N.M. county wants Kilmer to explain remarks

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By Sue M. Holmes

ALBUQUERQUE — County commissioners want actor Val Kilmer to show up in the next 30 days to explain derogatory comments he’s been quoted as making about northern New Mexico, where he’s lived for more than two decades.

Residents complained about Kilmer at a commission meeting in Las Vegas, this week, alleging he’s made disparaging comments in the past about San Miguel County and has chased away people fishing on the Pecos River at his ranch.

“We had a group of people who came in and were really upset,” Commission Chairman David Salazar said Friday.

The controversy erupted after Kilmer’s Pecos River Ranch sought to open three guest houses to paying customers. The county zoning and planning commission approved the proposal 3-2 in March, but Rowe resident Abran Tapia appealed to the commission.

Salazar said commissioners want to be fair, and asked Kilmer “to give us his point of view and tell us what he said or he didn’t say.”

Others at the meeting stood up for the actor, saying he was misquoted or statements were taken out of context, Salazar said.

The commission sent a letter Wednesday to Kilmer’s ranch manager, asking Kilmer to appear within 30 days but offering more time if he needs it, County Attorney Jesus Lopez said.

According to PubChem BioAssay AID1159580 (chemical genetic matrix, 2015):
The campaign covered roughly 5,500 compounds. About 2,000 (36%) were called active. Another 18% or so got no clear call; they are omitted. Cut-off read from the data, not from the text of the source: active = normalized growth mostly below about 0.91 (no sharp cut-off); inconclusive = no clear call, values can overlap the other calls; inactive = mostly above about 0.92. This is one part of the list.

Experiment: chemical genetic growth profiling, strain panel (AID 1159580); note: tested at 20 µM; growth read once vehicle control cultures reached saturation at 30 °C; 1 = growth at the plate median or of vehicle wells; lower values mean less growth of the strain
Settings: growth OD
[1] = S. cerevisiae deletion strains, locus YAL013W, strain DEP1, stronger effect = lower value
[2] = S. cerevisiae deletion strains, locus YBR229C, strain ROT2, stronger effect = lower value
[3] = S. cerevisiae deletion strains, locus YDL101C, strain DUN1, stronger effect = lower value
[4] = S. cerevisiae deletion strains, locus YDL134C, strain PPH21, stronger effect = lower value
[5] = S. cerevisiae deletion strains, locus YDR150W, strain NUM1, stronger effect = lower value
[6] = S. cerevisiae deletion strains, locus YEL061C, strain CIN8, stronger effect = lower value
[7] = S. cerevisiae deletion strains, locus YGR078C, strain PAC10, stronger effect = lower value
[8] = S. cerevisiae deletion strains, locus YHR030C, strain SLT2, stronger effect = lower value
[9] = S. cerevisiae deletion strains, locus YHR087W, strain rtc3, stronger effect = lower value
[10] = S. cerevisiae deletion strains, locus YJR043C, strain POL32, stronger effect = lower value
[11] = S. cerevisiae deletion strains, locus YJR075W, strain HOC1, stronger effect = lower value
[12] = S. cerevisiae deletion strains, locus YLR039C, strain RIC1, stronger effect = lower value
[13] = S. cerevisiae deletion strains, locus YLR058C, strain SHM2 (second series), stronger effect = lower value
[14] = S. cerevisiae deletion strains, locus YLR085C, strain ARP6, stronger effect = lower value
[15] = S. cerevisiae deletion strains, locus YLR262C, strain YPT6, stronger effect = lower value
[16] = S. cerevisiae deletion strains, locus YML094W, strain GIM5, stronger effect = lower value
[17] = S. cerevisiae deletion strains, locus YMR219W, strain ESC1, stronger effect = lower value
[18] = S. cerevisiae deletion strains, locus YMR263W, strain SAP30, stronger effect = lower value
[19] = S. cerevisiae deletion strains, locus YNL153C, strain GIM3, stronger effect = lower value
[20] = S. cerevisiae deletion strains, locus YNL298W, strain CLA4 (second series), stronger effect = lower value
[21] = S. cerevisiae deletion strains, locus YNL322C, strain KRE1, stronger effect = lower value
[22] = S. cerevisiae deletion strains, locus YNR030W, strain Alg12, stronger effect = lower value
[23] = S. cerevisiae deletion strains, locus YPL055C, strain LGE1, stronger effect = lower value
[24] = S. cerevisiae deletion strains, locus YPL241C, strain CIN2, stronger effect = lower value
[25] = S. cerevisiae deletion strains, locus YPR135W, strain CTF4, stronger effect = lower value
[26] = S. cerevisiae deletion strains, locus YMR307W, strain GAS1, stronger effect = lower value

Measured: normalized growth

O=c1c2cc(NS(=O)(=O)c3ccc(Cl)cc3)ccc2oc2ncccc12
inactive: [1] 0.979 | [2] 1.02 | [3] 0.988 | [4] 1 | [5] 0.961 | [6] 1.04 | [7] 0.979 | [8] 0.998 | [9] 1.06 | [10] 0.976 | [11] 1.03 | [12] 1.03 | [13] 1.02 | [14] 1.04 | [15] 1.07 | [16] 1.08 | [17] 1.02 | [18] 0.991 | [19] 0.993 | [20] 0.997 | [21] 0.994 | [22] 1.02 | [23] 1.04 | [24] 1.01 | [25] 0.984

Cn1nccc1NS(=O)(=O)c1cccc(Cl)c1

“I think the County Commission has given him a great opportunity to make amends and to come clean and seek the friendship of the people here,” Lopez said.

The Albuquerque Journal reported in a copyright story Friday that Kilmer said he’ll go before the commission to discuss the issue within the month.

Messages left by The Associated Press for Kilmer at his ranch, with his agent and on a cell phone were not immediately returned.

Northern New Mexicans have been upset with Kilmer since an October 2003 Rolling Stone article quoted him as saying he lives in the “homicide capital of the Southwest” and 80 percent “of the people in my county are drunk.”

Kilmer denied the statements, saying he bragged about New Mexico during the interview. Rolling Stone stood by the article. Days later, Kilmer took out an ad in the Santa Fe New Mexican, saying he loves New Mexico and Pecos.

Kilmer starred as rock icon Jim Morrison in the 1991 Oliver Stone film, “The Doors,” played gunslinger Doc Holliday in “Tombstone” in 1993 and Batman in “Batman Forever” in 1995. He’s done films in New Mexico, including “Conspiracy” and “Comanche Moon” in 2008.